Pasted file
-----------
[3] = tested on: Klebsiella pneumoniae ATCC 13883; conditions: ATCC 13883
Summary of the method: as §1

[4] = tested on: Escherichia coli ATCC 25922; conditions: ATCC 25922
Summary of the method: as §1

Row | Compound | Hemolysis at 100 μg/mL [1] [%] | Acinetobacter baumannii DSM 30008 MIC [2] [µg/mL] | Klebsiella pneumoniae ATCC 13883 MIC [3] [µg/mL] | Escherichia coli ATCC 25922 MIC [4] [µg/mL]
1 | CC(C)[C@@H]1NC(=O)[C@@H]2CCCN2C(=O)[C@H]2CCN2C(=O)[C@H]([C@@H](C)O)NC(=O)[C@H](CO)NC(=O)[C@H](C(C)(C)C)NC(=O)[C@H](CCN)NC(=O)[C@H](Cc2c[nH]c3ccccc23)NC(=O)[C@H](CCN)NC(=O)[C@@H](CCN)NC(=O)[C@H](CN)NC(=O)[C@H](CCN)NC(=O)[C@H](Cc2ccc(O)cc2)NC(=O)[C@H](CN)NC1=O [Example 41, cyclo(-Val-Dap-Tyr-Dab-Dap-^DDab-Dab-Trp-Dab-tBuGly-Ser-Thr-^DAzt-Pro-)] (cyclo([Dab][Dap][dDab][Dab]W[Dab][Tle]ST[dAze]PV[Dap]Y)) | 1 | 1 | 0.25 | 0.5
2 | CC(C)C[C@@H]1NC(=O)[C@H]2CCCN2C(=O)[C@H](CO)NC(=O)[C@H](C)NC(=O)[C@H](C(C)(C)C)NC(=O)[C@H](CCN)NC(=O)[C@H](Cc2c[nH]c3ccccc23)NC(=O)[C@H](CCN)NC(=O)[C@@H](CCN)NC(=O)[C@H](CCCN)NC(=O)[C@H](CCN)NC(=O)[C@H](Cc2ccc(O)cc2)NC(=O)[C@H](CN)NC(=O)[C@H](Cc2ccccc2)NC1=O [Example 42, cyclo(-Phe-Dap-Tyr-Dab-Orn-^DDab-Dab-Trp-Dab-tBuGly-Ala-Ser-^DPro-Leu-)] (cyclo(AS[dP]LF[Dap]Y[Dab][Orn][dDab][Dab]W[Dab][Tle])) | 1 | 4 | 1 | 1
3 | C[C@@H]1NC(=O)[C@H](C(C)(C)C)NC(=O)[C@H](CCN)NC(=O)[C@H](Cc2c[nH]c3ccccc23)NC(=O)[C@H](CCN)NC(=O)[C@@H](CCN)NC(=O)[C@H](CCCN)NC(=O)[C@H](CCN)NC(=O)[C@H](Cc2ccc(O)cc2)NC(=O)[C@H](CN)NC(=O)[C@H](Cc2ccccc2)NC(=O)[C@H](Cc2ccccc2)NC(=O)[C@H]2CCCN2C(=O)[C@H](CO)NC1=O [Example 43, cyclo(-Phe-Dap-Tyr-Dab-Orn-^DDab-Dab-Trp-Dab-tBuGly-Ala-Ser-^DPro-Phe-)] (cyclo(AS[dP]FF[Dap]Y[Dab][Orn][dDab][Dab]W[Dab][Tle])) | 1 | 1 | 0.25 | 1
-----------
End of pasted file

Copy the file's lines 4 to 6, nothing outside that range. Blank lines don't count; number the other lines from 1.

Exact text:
Summary of the method: as §1

Row | Compound | Hemolysis at 100 μg/mL [1] [%] | Acinetobacter baumannii DSM 30008 MIC [2] [µg/mL] | Klebsiella pneumoniae ATCC 13883 MIC [3] [µg/mL] | Escherichia coli ATCC 25922 MIC [4] [µg/mL]
1 | CC(C)[C@@H]1NC(=O)[C@@H]2CCCN2C(=O)[C@H]2CCN2C(=O)[C@H]([C@@H](C)O)NC(=O)[C@H](CO)NC(=O)[C@H](C(C)(C)C)NC(=O)[C@H](CCN)NC(=O)[C@H](Cc2c[nH]c3ccccc23)NC(=O)[C@H](CCN)NC(=O)[C@@H](CCN)NC(=O)[C@H](CN)NC(=O)[C@H](CCN)NC(=O)[C@H](Cc2ccc(O)cc2)NC(=O)[C@H](CN)NC1=O [Example 41, cyclo(-Val-Dap-Tyr-Dab-Dap-^DDab-Dab-Trp-Dab-tBuGly-Ser-Thr-^DAzt-Pro-)] (cyclo([Dab][Dap][dDab][Dab]W[Dab][Tle]ST[dAze]PV[Dap]Y)) | 1 | 1 | 0.25 | 0.5